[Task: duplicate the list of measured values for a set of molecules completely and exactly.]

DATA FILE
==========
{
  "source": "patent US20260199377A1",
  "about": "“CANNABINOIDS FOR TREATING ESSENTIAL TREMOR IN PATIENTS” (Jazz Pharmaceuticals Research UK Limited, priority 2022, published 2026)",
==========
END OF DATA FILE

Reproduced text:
{
  "source": "patent US20260199377A1",
  "about": "“CANNABINOIDS FOR TREATING ESSENTIAL TREMOR IN PATIENTS” (Jazz Pharmaceuticals Research UK Limited, priority 2022, published 2026)",